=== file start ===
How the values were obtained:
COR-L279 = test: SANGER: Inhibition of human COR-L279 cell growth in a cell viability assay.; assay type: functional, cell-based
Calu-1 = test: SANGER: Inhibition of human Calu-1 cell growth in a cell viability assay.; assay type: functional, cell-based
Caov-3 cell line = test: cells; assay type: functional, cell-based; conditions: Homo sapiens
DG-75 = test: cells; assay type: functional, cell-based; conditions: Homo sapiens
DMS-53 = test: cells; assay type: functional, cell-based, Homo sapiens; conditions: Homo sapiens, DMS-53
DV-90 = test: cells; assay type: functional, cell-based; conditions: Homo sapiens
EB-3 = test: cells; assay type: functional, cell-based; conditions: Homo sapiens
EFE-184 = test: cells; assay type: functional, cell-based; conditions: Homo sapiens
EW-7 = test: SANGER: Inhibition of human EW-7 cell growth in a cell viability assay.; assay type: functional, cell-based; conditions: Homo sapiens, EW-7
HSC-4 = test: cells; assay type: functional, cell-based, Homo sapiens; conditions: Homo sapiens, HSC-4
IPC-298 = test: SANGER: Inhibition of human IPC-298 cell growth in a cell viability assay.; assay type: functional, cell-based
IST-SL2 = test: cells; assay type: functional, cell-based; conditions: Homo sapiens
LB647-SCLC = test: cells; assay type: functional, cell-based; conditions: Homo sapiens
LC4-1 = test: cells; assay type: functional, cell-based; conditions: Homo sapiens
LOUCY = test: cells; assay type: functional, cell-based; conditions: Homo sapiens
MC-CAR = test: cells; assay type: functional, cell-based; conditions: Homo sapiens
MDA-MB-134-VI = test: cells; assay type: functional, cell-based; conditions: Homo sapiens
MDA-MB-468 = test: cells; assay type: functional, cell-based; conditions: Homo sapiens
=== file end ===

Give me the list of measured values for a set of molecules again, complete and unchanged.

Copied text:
How the values were obtained:
COR-L279 = test: SANGER: Inhibition of human COR-L279 cell growth in a cell viability assay.; assay type: functional, cell-based
Calu-1 = test: SANGER: Inhibition of human Calu-1 cell growth in a cell viability assay.; assay type: functional, cell-based
Caov-3 cell line = test: cells; assay type: functional, cell-based; conditions: Homo sapiens
DG-75 = test: cells; assay type: functional, cell-based; conditions: Homo sapiens
DMS-53 = test: cells; assay type: functional, cell-based, Homo sapiens; conditions: Homo sapiens, DMS-53
DV-90 = test: cells; assay type: functional, cell-based; conditions: Homo sapiens
EB-3 = test: cells; assay type: functional, cell-based; conditions: Homo sapiens
EFE-184 = test: cells; assay type: functional, cell-based; conditions: Homo sapiens
EW-7 = test: SANGER: Inhibition of human EW-7 cell growth in a cell viability assay.; assay type: functional, cell-based; conditions: Homo sapiens, EW-7
HSC-4 = test: cells; assay type: functional, cell-based, Homo sapiens; conditions: Homo sapiens, HSC-4
IPC-298 = test: SANGER: Inhibition of human IPC-298 cell growth in a cell viability assay.; assay type: functional, cell-based
IST-SL2 = test: cells; assay type: functional, cell-based; conditions: Homo sapiens
LB647-SCLC = test: cells; assay type: functional, cell-based; conditions: Homo sapiens
LC4-1 = test: cells; assay type: functional, cell-based; conditions: Homo sapiens
LOUCY = test: cells; assay type: functional, cell-based; conditions: Homo sapiens
MC-CAR = test: cells; assay type: functional, cell-based; conditions: Homo sapiens
MDA-MB-134-VI = test: cells; assay type: functional, cell-based; conditions: Homo sapiens
MDA-MB-468 = test: cells; assay type: functional, cell-based; conditions: Homo sapiens